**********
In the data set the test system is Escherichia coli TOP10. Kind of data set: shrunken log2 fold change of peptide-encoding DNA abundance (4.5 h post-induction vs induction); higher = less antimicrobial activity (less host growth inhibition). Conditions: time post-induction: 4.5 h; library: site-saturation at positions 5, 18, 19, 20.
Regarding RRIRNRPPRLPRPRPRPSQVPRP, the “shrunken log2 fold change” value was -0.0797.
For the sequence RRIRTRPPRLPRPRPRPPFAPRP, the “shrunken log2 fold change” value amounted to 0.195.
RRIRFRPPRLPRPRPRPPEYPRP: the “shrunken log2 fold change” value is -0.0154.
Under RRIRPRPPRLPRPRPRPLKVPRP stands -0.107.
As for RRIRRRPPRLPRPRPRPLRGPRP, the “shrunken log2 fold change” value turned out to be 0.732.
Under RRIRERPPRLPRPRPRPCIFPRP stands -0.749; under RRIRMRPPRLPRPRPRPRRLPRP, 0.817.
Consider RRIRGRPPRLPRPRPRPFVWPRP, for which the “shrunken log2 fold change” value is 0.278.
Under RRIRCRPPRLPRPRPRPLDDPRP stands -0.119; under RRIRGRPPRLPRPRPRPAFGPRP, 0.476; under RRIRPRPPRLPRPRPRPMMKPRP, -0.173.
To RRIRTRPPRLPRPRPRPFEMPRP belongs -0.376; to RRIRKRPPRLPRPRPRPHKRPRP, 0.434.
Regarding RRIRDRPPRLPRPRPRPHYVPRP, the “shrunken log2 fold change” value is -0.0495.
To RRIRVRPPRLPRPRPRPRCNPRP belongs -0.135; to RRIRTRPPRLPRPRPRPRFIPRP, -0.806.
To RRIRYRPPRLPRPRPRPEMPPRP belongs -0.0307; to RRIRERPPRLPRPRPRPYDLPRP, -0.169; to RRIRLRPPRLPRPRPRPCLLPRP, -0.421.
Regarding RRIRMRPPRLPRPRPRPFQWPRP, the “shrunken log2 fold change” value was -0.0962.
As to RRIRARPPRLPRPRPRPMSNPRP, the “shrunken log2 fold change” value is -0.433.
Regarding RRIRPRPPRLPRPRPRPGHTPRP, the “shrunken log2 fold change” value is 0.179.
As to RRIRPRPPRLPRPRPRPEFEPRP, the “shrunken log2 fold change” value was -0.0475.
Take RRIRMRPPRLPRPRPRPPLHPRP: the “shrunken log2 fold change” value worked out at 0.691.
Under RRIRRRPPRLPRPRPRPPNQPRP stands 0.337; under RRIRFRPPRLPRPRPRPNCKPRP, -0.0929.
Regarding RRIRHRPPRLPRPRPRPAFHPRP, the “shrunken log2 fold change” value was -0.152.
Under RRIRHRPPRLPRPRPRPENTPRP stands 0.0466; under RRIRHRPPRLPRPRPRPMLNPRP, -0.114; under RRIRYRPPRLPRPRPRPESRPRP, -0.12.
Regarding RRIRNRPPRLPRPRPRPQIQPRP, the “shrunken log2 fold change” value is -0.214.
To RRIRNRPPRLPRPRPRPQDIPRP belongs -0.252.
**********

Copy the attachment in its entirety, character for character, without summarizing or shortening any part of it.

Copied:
In the data set the test system is Escherichia coli TOP10. Kind of data set: shrunken log2 fold change of peptide-encoding DNA abundance (4.5 h post-induction vs induction); higher = less antimicrobial activity (less host growth inhibition). Conditions: time post-induction: 4.5 h; library: site-saturation at positions 5, 18, 19, 20.
Regarding RRIRNRPPRLPRPRPRPSQVPRP, the “shrunken log2 fold change” value was -0.0797.
For the sequence RRIRTRPPRLPRPRPRPPFAPRP, the “shrunken log2 fold change” value amounted to 0.195.
RRIRFRPPRLPRPRPRPPEYPRP: the “shrunken log2 fold change” value is -0.0154.
Under RRIRPRPPRLPRPRPRPLKVPRP stands -0.107.
As for RRIRRRPPRLPRPRPRPLRGPRP, the “shrunken log2 fold change” value turned out to be 0.732.
Under RRIRERPPRLPRPRPRPCIFPRP stands -0.749; under RRIRMRPPRLPRPRPRPRRLPRP, 0.817.
Consider RRIRGRPPRLPRPRPRPFVWPRP, for which the “shrunken log2 fold change” value is 0.278.
Under RRIRCRPPRLPRPRPRPLDDPRP stands -0.119; under RRIRGRPPRLPRPRPRPAFGPRP, 0.476; under RRIRPRPPRLPRPRPRPMMKPRP, -0.173.
To RRIRTRPPRLPRPRPRPFEMPRP belongs -0.376; to RRIRKRPPRLPRPRPRPHKRPRP, 0.434.
Regarding RRIRDRPPRLPRPRPRPHYVPRP, the “shrunken log2 fold change” value is -0.0495.
To RRIRVRPPRLPRPRPRPRCNPRP belongs -0.135; to RRIRTRPPRLPRPRPRPRFIPRP, -0.806.
To RRIRYRPPRLPRPRPRPEMPPRP belongs -0.0307; to RRIRERPPRLPRPRPRPYDLPRP, -0.169; to RRIRLRPPRLPRPRPRPCLLPRP, -0.421.
Regarding RRIRMRPPRLPRPRPRPFQWPRP, the “shrunken log2 fold change” value was -0.0962.
As to RRIRARPPRLPRPRPRPMSNPRP, the “shrunken log2 fold change” value is -0.433.
Regarding RRIRPRPPRLPRPRPRPGHTPRP, the “shrunken log2 fold change” value is 0.179.
As to RRIRPRPPRLPRPRPRPEFEPRP, the “shrunken log2 fold change” value was -0.0475.
Take RRIRMRPPRLPRPRPRPPLHPRP: the “shrunken log2 fold change” value worked out at 0.691.
Under RRIRRRPPRLPRPRPRPPNQPRP stands 0.337; under RRIRFRPPRLPRPRPRPNCKPRP, -0.0929.
Regarding RRIRHRPPRLPRPRPRPAFHPRP, the “shrunken log2 fold change” value was -0.152.
Under RRIRHRPPRLPRPRPRPENTPRP stands 0.0466; under RRIRHRPPRLPRPRPRPMLNPRP, -0.114; under RRIRYRPPRLPRPRPRPESRPRP, -0.12.
Regarding RRIRNRPPRLPRPRPRPQIQPRP, the “shrunken log2 fold change” value is -0.214.
To RRIRNRPPRLPRPRPRPQDIPRP belongs -0.252.